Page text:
Career Opportunities in Marriage and Family Therapy

October 10, 2016

If you’re interested in Marriage and Family Therapy as a career path, you likely want to know what life will be like after getting your degree and licensure or certifications.

The federal government recognizes Family Therapists as qualified mental health providers and the Public Health Service Act recognizes Marriage and Family Therapy as a core mental health profession under the Health Professional Shortage Area. Marriage and Family Therapists (MFTs) generally build a family-oriented treatment approach to health care that encompasses mental, emotional, behavioral and interpersonal disorders.

Areas of Employment for MFTs

Marriage and Family Therapists work in a variety of settings, including social service agencies, family services, inpatient and outpatient mental health and substance abuse centers, hospitals, federal, state, city and tribal government organizations, schools, religious organizations and private practice.

While MFTs work at many different places, the work they do is similar in that they work with individuals, couples and families to find a resolution to the problems they are facing. They work within the context of the family and pay special attention to how family dynamics, lifestyle and life cycle issues may contribute to problems. MFTs help clients walk through various stages of family life, including pre-marital, relationship enhancement, parenting and child behavior issues, separation and divorce counseling.

You may work with couples and families together, or you may work with individuals to improve relationship issues that can affect the family dynamic and communication between loved ones. You can also choose to work with a specific group of people, such as with teenagers, seniors or the incarcerated.

Marriage and Family Therapist Workplaces

Religious Settings

You may work in a church or similar setting. According to the American Association for Marriage and Family Therapists (AAMFT), 25 percent of MFTs work in faith-based settings. With OBU’s MFT degree, you can help individuals, couples and families work through any issue in such a way that honors faith as an important part of their lives. OBU MFT students are trained to work with clients from a biblical worldview that falls in line with Christian values.

Government

You may work in government offices, the military, a non-profit, or a for-profit agency. You’ll likely provide counseling and social services to families, seniors, youth and more. According to the Bureau of Labor Statistics (BLS), MFTs working for the government are typically paid the highest salary.

Hospitals

In a hospital setting, you’d work in tandem with doctors, nurses and other hospital staff and may be referred to as a “Medical Family Therapist.” MFTs also help families work through issues common in hospitals, such as terminal illness, diabetes and chronic diseases. You would not only help the patient, but would support caretakers, parents and other loved ones.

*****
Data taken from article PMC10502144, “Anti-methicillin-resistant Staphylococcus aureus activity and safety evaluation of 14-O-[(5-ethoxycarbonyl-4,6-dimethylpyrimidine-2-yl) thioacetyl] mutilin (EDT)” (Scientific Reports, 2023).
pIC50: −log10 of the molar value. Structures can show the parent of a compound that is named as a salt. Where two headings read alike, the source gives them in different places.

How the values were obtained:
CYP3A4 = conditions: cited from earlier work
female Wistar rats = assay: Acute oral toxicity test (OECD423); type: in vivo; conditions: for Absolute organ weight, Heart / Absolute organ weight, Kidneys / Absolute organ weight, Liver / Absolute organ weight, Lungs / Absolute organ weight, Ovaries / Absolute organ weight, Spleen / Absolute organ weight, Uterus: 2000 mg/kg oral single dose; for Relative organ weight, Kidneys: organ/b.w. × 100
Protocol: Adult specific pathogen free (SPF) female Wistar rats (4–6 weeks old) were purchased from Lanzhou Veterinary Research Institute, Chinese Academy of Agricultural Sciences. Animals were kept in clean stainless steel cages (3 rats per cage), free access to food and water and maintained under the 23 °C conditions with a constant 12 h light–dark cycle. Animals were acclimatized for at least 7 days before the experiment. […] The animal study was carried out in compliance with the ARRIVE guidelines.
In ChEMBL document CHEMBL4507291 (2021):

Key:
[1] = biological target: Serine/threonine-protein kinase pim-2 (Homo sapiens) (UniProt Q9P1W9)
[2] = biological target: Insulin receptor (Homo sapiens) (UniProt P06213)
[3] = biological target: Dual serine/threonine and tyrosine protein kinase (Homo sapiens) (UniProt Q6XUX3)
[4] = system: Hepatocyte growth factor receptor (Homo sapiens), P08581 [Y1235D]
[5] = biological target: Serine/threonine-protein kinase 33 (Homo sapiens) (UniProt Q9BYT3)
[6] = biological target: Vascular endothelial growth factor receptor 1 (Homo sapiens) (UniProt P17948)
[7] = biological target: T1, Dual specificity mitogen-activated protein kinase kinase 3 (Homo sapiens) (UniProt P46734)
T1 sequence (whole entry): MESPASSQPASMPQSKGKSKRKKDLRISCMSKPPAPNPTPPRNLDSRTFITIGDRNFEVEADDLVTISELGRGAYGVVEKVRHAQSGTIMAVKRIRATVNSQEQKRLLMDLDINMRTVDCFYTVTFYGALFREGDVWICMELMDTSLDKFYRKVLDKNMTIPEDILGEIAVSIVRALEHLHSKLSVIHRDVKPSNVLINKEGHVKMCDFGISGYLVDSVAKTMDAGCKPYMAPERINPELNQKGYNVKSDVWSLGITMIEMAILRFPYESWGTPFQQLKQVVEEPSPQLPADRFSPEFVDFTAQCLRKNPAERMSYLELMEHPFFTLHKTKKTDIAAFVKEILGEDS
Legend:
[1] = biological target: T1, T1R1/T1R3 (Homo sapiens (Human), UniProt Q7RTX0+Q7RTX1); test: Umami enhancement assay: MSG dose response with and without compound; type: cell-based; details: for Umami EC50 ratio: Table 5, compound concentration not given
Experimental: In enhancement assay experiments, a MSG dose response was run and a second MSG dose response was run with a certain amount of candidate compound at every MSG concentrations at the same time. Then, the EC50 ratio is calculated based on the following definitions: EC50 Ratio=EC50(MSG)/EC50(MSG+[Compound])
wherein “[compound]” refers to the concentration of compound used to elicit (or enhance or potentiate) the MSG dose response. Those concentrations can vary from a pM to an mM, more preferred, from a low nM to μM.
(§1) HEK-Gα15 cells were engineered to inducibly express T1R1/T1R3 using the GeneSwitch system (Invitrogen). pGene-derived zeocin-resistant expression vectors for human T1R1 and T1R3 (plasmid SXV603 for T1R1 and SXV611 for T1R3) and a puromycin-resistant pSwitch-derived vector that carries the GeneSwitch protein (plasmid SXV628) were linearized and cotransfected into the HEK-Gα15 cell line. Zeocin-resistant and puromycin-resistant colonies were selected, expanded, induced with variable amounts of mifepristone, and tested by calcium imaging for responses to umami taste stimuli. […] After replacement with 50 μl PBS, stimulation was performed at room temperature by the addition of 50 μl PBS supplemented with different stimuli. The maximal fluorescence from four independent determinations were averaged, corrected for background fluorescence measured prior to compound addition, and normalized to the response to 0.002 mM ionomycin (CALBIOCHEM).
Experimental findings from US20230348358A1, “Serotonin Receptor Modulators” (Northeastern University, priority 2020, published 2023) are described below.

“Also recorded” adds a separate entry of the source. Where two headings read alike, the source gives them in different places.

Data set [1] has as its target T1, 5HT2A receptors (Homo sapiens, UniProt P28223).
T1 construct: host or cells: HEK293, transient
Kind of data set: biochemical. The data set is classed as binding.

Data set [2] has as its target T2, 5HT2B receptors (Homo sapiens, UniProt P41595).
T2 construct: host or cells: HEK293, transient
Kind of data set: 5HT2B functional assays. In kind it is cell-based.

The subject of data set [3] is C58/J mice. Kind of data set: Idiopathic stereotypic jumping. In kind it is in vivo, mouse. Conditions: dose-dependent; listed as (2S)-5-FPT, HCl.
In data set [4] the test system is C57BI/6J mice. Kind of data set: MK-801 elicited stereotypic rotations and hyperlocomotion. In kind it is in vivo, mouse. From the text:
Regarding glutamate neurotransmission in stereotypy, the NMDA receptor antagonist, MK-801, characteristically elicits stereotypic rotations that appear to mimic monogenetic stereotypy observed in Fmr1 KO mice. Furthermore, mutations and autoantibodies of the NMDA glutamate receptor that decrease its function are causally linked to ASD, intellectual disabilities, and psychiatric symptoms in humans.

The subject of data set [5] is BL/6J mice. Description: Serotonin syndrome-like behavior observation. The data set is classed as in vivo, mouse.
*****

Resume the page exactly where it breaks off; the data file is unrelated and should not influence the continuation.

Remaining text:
Private Practice

In a private practice. you’d likely work in an office during the day, but hours can vary to accommodate clients’ work schedules. Some MFTs split their work between private practice and other locations.

Schools

You could work at any level of schooling, from elementary schools to colleges. If you pursue a doctorate degree after earning your master’s, you could work as a professor, either for undergraduate or graduate students.

Substance Abuse Centers

While your focus would still be on addressing issues with the family in mind, you would also provide therapy for, and education about, addiction. You may address multiple addictions, or choose to focus on one specific type of addiction like alcohol abuse.

Mental Health Center

You may provide counseling to families dealing with schizophrenia, anorexia, depression or other severe mental health disorders.


The Future of Marriage and Family Therapy and Salaries


Marriage and Family Therapy is a rapidly growing field.  The BLS predicts it will grow 23 percent by 2026, which is much faster than average growth for a profession. More than 6.1 million people annually are seen by Marriage and Family Therapists, according to the AAMFT.

In 2016, according to the BLS, there were 41,500 jobs for MFTs nationally.

U.S. News & World Report ranks Marriage and Family Therapy as the #4 job in Best Social Services Jobs and #59 in The 100 Best Jobs. U.S. News & World Report takes things like salary, employment rate, job prospects and more into account when creating their rankings. 


The 2017 median pay for MFTs working in the United States was $8,790 per year, or $23.45 per hour.

Marriage and Family Therapists in the top 10 percent may earn more than $81,960 annually, according to the BLS. Those working in private practice generally earn a higher income than their counterparts.

MFTs are also eligible to receive grants, loans, or compensation through the Department of Transportation, Department of Veterans Affairs, Department of Defense and Indian Health Service for services they provide.

If you think Marriage and Family Therapy is the right career for you, apply to our Marriage and Family Therapy graduate program.